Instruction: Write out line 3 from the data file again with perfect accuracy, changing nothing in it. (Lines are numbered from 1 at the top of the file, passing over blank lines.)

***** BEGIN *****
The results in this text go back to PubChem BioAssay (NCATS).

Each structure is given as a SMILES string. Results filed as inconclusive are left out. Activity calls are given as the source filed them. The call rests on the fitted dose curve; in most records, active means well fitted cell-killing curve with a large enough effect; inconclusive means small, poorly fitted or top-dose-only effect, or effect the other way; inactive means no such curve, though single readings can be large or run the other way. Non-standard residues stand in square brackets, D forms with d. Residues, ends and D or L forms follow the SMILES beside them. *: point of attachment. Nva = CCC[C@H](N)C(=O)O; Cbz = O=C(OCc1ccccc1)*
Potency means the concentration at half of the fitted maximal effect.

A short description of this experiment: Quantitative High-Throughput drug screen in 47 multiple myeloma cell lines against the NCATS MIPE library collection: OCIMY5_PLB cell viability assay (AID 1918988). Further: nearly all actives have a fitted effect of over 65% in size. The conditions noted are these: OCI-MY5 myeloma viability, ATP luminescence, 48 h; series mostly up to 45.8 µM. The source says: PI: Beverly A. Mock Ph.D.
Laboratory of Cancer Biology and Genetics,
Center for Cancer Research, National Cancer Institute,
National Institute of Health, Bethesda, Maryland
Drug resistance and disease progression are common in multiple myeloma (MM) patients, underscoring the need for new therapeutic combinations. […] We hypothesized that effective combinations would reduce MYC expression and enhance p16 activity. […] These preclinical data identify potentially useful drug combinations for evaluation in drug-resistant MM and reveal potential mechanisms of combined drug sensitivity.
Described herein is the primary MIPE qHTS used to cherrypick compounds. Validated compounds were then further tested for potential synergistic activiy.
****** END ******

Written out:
Potency means the concentration at half of the fitted maximal effect.